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I would be amazed if somewhere at Panasonic HQ that there is not a small room with a team working on PDAF. It must concern them that the major complaint every potential customer seems to have with their recent FF Panasonic product is that the AF is not up to scratch** - particularly in a sector that is being overrun with competition such as the R5 and the Z5. Even allowing for all the positives that CDAF can offer, in a COVID-stricken and diminishing market I would be going all out to maximise the potential of the product one already produces. And if that means experimenting with a PDAF module in cameras that are all but otherwise finished and on sale, then I would certainly look very closely at doing it. If the S5 came with PDAF, for example, I would think sales would increase quite substantially

**and the fact that we Panasonic devotees aren't bothered too much by its faults
I'd be amazed if there was. Panasonc, being Panasonic, will have a team working ferverishly on something different than phase detect. Either enhancements to DFD, or a new technology all together. That's how they work.
 
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I politely disagree. Put a poll up on any photographic forum and ask what is the main reason for not buying Panasonic, and poor AF will be the absolute no.1 answer. I am not saying that it is the correct answer, but for the mainstream photographic market it certainly is. I believe Panasonic's share of the market at the moment is about 4.5% and I am certain they would like it to be more.

Difficult times call for strange solutions, and I think PDAF is something the market demands, and Panasonic might have to bow to that demand to survive. EVERY review I read about the S5, for example, mentions the slow and inaccurate focusing in CAF and during video. Every video review I see has comments below it along the same lines. If Panasonic wants to make some profit in L-mount, in the increasingly narrowing corridor of profit in these times, then they need to sell a darn sight more than they do currently, and one way they could do that is to put a PDAF module in their S series. Even if they improve CDAF or invent something new, it will not be an immediate success - people are skeptical about Panasonic's CDAF and nothing will ever change that reaction in a mainstream market. There is a limit to how much of one's own nose you should cut off.....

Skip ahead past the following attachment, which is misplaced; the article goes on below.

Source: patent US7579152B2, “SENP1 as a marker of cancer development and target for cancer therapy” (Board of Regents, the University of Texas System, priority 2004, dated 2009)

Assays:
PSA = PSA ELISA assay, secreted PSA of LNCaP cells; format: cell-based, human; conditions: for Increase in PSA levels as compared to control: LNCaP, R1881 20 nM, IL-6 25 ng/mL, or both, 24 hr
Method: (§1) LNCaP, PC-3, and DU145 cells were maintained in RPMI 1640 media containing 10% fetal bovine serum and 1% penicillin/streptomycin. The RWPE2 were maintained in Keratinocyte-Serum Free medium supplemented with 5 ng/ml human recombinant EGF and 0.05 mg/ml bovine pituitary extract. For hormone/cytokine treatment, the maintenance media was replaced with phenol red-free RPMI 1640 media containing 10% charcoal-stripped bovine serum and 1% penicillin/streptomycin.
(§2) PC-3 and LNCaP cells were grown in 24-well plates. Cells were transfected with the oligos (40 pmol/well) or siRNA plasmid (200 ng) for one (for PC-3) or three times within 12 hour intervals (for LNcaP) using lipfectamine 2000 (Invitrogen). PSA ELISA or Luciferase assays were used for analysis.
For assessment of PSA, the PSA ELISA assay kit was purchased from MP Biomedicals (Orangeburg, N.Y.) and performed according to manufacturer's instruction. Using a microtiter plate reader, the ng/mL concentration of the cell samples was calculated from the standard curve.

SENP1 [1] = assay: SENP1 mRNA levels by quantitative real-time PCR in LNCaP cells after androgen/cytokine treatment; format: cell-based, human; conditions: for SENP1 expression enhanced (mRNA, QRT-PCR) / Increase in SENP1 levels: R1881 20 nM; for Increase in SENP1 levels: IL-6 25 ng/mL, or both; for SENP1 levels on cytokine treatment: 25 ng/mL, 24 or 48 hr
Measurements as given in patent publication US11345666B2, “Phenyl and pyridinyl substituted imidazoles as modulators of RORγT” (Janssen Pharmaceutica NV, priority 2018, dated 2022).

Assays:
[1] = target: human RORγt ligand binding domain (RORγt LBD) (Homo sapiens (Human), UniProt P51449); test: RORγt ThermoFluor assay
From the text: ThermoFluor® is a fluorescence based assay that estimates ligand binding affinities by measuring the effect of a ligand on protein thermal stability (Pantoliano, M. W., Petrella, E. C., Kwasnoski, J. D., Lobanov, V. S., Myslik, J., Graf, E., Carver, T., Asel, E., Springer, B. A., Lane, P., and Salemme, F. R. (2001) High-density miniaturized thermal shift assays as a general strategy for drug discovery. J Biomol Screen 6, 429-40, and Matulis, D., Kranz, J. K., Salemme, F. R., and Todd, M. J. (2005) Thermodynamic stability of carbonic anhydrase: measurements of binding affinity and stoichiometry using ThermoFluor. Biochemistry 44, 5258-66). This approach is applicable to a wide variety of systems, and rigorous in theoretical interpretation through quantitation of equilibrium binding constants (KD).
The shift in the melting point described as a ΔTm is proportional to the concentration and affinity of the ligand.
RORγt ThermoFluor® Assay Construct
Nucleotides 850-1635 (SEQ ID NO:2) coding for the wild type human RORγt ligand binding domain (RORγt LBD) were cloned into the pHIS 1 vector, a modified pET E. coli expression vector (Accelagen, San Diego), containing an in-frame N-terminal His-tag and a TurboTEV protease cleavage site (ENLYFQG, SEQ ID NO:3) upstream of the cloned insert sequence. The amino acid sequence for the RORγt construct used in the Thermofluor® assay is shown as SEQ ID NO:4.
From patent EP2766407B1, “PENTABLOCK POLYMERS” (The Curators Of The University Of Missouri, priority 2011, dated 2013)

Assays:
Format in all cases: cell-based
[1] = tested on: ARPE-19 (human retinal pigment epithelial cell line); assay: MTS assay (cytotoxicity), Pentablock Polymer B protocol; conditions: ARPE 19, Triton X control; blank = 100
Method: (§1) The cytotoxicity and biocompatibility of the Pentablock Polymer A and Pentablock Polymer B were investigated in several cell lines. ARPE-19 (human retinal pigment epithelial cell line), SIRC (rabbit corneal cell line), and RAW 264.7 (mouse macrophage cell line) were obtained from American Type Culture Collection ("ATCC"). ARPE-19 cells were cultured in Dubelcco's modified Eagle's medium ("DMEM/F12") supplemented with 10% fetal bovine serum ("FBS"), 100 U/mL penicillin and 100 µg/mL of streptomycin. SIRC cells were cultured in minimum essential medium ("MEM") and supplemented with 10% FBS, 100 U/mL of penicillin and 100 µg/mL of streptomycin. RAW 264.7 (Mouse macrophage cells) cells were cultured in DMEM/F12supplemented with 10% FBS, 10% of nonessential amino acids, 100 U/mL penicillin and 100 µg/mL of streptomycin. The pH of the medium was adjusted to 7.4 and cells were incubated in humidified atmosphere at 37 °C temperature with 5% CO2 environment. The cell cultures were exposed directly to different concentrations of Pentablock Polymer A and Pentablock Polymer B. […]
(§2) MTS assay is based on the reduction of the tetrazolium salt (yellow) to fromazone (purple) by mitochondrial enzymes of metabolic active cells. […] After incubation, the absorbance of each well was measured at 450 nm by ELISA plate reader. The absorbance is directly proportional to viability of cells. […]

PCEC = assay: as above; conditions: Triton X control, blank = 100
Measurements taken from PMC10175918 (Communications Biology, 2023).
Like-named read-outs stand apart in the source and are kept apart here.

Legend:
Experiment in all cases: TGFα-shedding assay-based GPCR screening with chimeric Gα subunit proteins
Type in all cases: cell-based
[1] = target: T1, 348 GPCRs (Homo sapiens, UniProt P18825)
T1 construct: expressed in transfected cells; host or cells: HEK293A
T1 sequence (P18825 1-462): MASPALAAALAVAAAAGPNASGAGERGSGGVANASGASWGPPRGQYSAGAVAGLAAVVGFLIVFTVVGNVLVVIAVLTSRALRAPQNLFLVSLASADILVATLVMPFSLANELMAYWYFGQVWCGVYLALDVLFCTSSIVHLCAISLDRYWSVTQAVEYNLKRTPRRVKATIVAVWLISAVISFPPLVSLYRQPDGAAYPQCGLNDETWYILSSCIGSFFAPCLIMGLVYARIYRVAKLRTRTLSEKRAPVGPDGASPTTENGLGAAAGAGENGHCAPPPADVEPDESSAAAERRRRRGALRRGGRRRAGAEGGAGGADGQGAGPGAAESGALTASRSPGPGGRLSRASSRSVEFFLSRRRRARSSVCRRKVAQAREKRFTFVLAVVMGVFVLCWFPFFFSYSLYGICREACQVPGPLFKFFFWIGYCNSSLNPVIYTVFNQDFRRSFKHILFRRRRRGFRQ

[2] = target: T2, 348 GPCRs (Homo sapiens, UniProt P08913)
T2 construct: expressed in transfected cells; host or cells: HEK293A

Hypilein

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I agree. Panasonic needs to find a way to solve their AF reputation. They are a video company with a stills AF system. I also think that one GH6 with multiple levels of paid firmware to get all the Video features without making the stills people pay for pro features they don't want might be a really good way forward. They've done it before with V-Log.

Personally the GH series (and the G9) are too big for me. I'm hoping on improvements to the GX line (Viewfinder, WR). Basically a modern GX8.
 

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That said maybe it's time to take a page from mobile phone industry, especially the software development, and offer the consumer an alternative to the long release cycle that's replacing what, mostly, Sony and Samsung (remember them?) has pushed the industry with yearly releases. Its just not economically and, to be honest, reasonably sound to have a new camera every 12 months, given the high cost of them.
Cost has far less to do with it than the market does. Compare the number of phones sold every year to that of cameras. Then add in the competition factor. Phone companies do it because they have no choice.
 

RS86